If you read say MSDN for the functions listed, you might find a simpler example.

    But if you ignore all the recursion (which handles sub-directories), the storage of filenames (to allow them to be sorted) then the basic "all files in a single dir" should be visible to you.

    > it all seemed overkill for what i want to do...
    You nearly always have to adapt a FAQ entry.
    It does say "level 3" though, so it's not exactly the easiest thing in the world.
    If you dance barefoot on the broken glass of undefined behaviour, you've got to expect the occasional cut.
    If at first you don't succeed, try writing your phone number on the exam paper.
    I support http://www.ukip.org/ as the first necessary step to a free Europe.

  5. #5
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    Sounds like you found the right one for sure.

    It's not trivial, and the only way to find folder is to scan through ALL the items in that particular drive, and check if the "directory" attribute is there on the particular file.

    From the file-systems perspective, there's actually little difference between a normal file and a directory - except for the fact that a directory contains a list of files and directories, rather than text or some other sort of data.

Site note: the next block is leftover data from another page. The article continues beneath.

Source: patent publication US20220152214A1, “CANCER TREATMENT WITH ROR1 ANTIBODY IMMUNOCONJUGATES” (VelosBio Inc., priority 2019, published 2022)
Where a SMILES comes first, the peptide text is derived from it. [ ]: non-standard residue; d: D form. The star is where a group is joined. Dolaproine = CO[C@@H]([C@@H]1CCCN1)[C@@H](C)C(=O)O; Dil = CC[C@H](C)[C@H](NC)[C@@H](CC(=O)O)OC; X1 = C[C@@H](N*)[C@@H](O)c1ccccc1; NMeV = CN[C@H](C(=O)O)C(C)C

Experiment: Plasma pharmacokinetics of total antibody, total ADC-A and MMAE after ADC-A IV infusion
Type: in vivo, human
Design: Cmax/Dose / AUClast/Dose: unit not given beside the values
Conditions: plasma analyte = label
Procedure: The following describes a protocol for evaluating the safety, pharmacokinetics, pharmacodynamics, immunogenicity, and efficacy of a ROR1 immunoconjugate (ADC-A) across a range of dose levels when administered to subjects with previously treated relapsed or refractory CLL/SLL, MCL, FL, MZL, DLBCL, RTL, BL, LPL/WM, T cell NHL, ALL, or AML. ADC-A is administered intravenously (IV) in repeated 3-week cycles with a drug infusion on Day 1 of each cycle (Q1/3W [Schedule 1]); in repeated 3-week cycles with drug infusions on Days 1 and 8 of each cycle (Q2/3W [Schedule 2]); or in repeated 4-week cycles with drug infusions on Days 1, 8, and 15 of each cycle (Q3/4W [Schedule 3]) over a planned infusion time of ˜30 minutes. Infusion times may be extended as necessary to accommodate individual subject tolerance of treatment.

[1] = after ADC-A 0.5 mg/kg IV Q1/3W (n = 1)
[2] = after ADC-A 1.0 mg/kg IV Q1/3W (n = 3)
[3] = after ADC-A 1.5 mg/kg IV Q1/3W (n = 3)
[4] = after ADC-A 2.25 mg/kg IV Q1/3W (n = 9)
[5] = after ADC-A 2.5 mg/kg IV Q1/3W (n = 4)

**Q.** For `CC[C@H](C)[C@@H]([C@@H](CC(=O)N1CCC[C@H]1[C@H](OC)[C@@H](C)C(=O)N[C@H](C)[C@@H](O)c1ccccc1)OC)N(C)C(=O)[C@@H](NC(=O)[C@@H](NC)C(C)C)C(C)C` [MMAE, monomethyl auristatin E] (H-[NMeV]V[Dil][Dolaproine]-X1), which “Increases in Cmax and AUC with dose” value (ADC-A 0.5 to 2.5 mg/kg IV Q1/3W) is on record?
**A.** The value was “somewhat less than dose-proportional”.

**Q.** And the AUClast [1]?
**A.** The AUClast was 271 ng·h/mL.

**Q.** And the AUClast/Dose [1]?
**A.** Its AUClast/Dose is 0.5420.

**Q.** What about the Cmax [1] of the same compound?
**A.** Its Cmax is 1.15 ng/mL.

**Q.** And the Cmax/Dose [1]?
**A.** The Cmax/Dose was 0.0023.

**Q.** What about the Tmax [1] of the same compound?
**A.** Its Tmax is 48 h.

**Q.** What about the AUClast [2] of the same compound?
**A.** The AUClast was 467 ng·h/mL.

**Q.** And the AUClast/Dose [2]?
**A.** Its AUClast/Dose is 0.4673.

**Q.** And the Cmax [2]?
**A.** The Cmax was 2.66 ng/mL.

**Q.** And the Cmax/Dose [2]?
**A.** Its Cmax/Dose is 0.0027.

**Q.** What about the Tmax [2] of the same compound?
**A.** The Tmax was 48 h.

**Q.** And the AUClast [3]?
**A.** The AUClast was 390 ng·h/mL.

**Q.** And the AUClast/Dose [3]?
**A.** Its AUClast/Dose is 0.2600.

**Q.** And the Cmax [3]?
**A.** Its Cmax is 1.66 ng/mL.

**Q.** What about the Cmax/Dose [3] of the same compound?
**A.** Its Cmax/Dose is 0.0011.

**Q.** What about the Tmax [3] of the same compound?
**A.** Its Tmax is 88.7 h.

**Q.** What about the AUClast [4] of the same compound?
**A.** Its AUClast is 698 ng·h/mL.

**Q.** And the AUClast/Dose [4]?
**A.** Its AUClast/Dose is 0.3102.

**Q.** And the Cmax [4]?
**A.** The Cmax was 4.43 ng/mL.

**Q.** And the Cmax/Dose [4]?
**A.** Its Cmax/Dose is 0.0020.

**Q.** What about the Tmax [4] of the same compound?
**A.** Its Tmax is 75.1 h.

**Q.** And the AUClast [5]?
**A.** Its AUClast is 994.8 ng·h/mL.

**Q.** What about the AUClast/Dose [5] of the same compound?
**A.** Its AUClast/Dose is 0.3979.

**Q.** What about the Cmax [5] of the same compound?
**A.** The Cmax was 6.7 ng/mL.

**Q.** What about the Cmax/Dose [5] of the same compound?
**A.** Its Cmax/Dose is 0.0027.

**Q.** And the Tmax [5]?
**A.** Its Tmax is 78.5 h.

What part of the code did you think is "overkill"?

    As far as I'm aware, finding files in Windows consists of:
    FindFirstFile()
    FindNextFile()
    FindClose()

    You need to do this again and again for all directories, so that you traverse the directory tree. The simplest way to do that is to do it using a directory, but you could use a stack to track where you where last time.

    --
    Mats
    Compilers can produce warnings - make the compiler programmers happy: Use them!
    Please don't PM me for help - and no, I don't do help over instant messengers.

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    Ok i will try and read some more about FindFirstFile(); FindNextFile(); and FindClose();

    I think the problem here is that i expected it to be easy...like for example i thought i would give a particular function a string parameter which is actually a path "c:\\programs " and that the function would read me the names of all the folders present at the location to which the path targets.